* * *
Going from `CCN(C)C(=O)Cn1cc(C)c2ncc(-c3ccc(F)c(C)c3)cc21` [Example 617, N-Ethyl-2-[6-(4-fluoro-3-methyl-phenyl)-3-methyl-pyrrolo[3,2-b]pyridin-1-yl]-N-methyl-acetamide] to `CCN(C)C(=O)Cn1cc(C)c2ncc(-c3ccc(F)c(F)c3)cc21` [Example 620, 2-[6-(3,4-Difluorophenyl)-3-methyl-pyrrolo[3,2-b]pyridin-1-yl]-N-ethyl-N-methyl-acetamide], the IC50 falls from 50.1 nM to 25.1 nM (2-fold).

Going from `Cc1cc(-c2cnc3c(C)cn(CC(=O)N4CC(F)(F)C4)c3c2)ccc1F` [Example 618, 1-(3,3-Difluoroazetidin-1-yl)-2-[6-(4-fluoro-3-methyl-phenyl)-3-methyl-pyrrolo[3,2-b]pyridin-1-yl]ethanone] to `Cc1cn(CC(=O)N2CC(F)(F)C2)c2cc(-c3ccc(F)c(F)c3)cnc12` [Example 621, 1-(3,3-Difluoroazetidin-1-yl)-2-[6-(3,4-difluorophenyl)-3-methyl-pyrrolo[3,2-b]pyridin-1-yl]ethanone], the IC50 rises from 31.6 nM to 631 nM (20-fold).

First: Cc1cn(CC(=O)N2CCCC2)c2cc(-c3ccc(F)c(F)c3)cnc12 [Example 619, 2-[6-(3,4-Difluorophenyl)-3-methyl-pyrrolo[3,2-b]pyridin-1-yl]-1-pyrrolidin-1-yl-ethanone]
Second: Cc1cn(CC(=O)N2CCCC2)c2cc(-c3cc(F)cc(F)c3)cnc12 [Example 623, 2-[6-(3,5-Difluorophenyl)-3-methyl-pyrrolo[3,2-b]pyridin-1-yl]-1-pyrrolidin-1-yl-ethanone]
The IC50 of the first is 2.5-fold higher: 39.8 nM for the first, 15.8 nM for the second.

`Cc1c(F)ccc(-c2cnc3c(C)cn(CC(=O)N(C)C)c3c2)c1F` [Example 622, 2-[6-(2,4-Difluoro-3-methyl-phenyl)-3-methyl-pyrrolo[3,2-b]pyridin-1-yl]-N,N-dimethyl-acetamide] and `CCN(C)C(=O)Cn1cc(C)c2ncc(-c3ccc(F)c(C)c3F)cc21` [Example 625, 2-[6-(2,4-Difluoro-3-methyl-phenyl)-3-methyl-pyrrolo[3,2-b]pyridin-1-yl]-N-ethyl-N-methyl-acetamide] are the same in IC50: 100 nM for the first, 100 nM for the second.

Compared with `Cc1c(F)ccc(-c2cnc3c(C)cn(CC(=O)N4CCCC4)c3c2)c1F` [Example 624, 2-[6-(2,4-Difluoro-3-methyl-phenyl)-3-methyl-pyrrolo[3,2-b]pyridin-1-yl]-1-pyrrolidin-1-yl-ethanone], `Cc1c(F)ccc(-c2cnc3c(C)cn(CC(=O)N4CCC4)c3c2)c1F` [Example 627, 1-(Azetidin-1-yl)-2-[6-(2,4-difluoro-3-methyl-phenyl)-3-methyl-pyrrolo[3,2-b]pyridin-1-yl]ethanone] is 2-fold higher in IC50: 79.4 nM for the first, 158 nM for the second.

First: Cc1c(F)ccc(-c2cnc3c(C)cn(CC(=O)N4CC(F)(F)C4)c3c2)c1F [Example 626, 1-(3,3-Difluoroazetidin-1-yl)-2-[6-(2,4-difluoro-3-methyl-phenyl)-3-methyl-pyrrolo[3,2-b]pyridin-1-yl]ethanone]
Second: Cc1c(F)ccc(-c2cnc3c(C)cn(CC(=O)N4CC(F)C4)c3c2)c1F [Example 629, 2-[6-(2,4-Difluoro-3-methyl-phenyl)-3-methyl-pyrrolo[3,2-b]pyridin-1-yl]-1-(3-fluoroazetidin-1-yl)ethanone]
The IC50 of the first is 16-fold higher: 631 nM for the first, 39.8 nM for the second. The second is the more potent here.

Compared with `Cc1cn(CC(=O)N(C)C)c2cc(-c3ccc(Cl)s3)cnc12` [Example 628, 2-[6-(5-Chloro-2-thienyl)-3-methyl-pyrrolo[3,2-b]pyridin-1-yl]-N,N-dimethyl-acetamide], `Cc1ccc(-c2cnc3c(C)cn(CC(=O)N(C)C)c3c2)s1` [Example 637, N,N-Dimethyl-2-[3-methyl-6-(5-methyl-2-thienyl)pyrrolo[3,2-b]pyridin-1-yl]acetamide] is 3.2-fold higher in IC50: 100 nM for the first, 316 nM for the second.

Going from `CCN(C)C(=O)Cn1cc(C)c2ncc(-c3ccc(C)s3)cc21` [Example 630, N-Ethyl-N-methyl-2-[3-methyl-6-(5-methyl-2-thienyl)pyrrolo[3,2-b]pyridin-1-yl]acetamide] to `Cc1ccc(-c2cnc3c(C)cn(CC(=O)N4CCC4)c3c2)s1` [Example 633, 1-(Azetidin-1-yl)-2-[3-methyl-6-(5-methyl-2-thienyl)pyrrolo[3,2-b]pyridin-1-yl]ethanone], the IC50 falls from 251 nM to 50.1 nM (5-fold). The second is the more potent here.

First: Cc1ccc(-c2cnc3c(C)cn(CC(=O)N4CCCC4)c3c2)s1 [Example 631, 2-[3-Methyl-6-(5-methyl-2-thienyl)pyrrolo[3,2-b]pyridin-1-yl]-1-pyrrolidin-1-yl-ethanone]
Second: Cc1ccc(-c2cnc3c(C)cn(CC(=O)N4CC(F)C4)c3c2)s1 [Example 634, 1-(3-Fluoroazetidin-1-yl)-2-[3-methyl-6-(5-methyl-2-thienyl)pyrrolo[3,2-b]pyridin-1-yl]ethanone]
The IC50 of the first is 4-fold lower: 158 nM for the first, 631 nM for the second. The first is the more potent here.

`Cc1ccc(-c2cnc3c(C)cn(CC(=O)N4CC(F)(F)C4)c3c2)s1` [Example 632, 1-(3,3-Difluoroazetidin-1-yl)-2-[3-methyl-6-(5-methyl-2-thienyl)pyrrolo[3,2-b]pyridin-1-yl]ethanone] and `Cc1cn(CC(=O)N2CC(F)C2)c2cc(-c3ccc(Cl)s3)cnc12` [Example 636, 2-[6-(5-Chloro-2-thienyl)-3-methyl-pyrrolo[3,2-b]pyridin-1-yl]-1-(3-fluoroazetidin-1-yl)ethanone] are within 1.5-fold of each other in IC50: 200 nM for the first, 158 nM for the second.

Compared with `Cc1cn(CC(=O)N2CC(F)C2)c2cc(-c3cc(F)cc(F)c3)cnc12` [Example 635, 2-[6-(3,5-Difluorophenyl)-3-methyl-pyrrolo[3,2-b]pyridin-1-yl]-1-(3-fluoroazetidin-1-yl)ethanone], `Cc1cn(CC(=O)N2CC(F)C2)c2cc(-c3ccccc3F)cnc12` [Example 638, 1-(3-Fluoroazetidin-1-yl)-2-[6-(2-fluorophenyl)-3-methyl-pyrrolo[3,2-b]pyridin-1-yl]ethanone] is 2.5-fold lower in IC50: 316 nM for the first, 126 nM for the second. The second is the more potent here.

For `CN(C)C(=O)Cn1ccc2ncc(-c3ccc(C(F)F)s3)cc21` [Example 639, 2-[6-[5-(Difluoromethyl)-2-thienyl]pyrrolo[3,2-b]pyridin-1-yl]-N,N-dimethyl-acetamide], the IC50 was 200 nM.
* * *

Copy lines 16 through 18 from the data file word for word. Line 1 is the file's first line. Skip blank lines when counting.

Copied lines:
`Cc1ccc(-c2cnc3c(C)cn(CC(=O)N4CC(F)(F)C4)c3c2)s1` [Example 632, 1-(3,3-Difluoroazetidin-1-yl)-2-[3-methyl-6-(5-methyl-2-thienyl)pyrrolo[3,2-b]pyridin-1-yl]ethanone] and `Cc1cn(CC(=O)N2CC(F)C2)c2cc(-c3ccc(Cl)s3)cnc12` [Example 636, 2-[6-(5-Chloro-2-thienyl)-3-methyl-pyrrolo[3,2-b]pyridin-1-yl]-1-(3-fluoroazetidin-1-yl)ethanone] are within 1.5-fold of each other in IC50: 200 nM for the first, 158 nM for the second.

Compared with `Cc1cn(CC(=O)N2CC(F)C2)c2cc(-c3cc(F)cc(F)c3)cnc12` [Example 635, 2-[6-(3,5-Difluorophenyl)-3-methyl-pyrrolo[3,2-b]pyridin-1-yl]-1-(3-fluoroazetidin-1-yl)ethanone], `Cc1cn(CC(=O)N2CC(F)C2)c2cc(-c3ccccc3F)cnc12` [Example 638, 1-(3-Fluoroazetidin-1-yl)-2-[6-(2-fluorophenyl)-3-methyl-pyrrolo[3,2-b]pyridin-1-yl]ethanone] is 2.5-fold lower in IC50: 316 nM for the first, 126 nM for the second. The second is the more potent here.

For `CN(C)C(=O)Cn1ccc2ncc(-c3ccc(C(F)F)s3)cc21` [Example 639, 2-[6-[5-(Difluoromethyl)-2-thienyl]pyrrolo[3,2-b]pyridin-1-yl]-N,N-dimethyl-acetamide], the IC50 was 200 nM.